Pt only California Senate: Boxer (D) Holds Her Edge Over Fiorina (R)

Incumbent Democrat Barbara Boxer still holds a small lead over Republican Carly Fiorina in California’s U.S. Senate race, according to the latest Rasmussen Reports survey of Likely Voters in the state.

Boxer, who is seeking a fourth six-year term, now earns 49% support to Fiorina’s 46%. Two percent (2%) prefer another candidate, and three percent (3%) remain undecided. (To see survey question wording, click here.) 

The race remains a Toss-Up in the Rasmussen Reports Election 2010 Senate Balance of Power rankings as it has for weeks. 

Boxer posted a 48% to 46% lead a week ago. In spite of her powers as an incumbent and California’s strong Democratic leanings, Boxer’s been struggling to widen the gap all year. She’s held a small lead in every survey but one since February with 42% to 49% of the vote. Fiorina, a former CEO of Hewlett-Packard, has earned 38% to 47% support in those same surveys.

(Want a free daily e-mail update? If it's in the news, it's in our polls).  Rasmussen Reports updates are also available on Twitter or Facebook.

The survey of 750 Likely Voters in California was conducted on October 27, 2010 by Rasmussen Reports. The margin of sampling error is +/- 4 percentage points with a 95% level of confidence. Field work for all Rasmussen Reports surveys is conducted by Pulse Opinion Research, LLC. See methodology.

Other data from this survey can be found at www.rasmussenreports.com/California

Rasmussen Reports will release new numbers from the California governor’s race tomorrow.

Boxer’s been in the Senate since 1993. Does her political experience make California voters more likely to support her? How big a factor is the health care bill in this contest? Become a Platinum member and find out.

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Most Don't Favor Big State Tax On Tax Reform Savings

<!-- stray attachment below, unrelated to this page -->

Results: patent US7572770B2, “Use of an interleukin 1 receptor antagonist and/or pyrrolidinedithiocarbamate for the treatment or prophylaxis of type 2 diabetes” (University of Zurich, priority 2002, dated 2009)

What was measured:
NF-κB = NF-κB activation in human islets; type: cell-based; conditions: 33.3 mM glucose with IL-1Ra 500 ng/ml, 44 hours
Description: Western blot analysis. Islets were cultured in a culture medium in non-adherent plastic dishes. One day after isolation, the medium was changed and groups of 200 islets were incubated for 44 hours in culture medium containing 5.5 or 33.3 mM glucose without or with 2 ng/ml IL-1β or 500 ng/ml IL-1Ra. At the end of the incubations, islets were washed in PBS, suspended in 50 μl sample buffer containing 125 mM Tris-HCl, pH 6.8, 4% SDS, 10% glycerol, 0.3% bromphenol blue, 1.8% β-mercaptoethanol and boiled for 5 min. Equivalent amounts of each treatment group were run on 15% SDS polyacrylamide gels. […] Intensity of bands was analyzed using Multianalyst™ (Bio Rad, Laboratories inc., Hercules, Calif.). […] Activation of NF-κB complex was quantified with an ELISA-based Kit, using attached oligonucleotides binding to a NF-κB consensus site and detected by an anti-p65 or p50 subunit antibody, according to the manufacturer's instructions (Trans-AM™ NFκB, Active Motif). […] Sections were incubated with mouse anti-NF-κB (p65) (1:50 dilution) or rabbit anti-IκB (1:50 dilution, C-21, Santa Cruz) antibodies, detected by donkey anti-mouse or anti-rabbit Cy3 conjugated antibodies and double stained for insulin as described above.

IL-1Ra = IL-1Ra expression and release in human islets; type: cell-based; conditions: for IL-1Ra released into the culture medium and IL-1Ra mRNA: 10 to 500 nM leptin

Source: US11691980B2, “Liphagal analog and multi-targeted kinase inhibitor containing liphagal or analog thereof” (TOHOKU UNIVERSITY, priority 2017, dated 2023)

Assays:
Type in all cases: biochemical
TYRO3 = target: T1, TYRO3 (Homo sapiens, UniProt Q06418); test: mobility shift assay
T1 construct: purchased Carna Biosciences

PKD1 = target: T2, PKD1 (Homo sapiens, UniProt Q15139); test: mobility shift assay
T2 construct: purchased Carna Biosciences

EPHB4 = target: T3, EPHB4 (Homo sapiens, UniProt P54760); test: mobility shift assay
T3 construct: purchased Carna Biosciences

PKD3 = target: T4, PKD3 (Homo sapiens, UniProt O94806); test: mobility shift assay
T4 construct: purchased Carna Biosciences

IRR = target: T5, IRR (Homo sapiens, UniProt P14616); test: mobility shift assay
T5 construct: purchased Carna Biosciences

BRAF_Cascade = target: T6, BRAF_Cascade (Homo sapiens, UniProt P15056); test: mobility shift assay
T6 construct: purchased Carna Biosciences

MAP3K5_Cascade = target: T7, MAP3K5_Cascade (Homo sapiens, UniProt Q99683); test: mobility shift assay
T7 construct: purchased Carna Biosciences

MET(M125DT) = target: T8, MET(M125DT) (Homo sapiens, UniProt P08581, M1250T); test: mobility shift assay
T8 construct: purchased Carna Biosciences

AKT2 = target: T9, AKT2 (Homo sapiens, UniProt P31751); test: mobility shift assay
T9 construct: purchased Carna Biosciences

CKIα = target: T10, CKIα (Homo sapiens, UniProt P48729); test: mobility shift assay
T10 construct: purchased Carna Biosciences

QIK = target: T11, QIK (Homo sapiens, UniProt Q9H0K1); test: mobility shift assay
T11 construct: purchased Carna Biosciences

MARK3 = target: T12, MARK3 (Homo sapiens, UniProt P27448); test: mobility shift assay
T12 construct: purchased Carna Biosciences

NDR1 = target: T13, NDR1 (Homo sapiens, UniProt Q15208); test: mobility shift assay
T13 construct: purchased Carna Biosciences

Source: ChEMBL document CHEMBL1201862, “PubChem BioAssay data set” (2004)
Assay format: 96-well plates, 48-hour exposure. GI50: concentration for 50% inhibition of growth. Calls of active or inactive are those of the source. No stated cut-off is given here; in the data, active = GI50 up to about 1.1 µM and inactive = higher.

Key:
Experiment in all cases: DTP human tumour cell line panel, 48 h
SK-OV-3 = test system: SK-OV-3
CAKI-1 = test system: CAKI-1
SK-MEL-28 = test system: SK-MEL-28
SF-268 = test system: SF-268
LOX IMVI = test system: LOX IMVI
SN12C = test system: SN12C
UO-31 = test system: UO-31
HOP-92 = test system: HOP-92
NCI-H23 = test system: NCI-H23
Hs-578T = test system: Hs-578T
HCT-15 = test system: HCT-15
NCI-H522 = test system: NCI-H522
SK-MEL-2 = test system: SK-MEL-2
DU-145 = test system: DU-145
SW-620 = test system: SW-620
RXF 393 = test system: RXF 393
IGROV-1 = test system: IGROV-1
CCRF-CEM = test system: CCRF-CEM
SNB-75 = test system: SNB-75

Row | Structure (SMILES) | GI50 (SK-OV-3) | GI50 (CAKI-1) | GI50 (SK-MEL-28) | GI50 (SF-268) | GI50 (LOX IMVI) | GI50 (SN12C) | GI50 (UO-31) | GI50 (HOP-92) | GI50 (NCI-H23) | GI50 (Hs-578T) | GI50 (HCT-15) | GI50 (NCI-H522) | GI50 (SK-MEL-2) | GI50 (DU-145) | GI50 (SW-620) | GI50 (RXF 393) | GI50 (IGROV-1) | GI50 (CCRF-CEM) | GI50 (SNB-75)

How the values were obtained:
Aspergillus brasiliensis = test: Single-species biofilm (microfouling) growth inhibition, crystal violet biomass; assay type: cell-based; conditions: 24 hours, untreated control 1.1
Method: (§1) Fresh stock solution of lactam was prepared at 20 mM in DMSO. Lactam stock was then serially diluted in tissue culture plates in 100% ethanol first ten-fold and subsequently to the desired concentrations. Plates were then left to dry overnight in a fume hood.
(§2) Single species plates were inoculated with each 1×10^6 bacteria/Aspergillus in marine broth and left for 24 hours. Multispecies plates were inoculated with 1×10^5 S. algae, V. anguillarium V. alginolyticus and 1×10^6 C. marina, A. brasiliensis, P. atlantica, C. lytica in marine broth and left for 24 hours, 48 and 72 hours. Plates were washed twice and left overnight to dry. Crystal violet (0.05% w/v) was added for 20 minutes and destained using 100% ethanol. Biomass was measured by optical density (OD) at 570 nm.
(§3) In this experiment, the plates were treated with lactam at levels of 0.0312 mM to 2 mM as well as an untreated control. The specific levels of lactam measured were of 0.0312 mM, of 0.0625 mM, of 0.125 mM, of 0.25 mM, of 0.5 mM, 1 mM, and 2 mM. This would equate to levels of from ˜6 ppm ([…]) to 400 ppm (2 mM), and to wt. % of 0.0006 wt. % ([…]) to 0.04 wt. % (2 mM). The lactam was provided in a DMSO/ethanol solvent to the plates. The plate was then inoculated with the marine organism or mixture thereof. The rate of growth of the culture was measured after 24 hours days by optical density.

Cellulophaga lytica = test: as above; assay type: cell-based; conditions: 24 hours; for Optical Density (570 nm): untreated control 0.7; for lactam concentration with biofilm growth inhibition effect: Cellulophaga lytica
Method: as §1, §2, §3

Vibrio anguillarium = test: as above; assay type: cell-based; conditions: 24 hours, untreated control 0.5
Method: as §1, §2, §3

Democratic legislators in California want large companies to give over at least half the savings they get from the new national tax reform bill to the state government. But most voters aren't ready to go that way in their state.

A new Rasmussen Reports national telephone and online survey finds that just 33% of Likely U.S. Voters think that such a tax proposal would be good for the state of California economically. Slightly more (36%) disagree, while nine percent (9%) say such a tax would have no impact. Twenty-two percent (22%) are undecided. (To see survey question wording, click here.)

(Want a free daily e-mail update? If it's in the news, it's in our polls). Rasmussen Reports updates are also available on or Facebook.

The survey of 1,000 Likely Voters was conducted on January 22-23, 2018 by Rasmussen Reports. The margin of sampling error is +/- 3 percentage points with a 95% level of confidence. Field work for all Rasmussen Reports surveys is conducted by Pulse Opinion Research, LLC. See methodology.

Home Schooling Is Not a Crime By Michelle Malkin

It's elementary. Education control freaks will use any excuse to crack down on competition. With two million K-12 students now educated at home (including our 9th grade son), the temptation to exploit the most marginal cases of alleged child abuse by home-schoolers has proven irresistible to statist politicians and government apologists.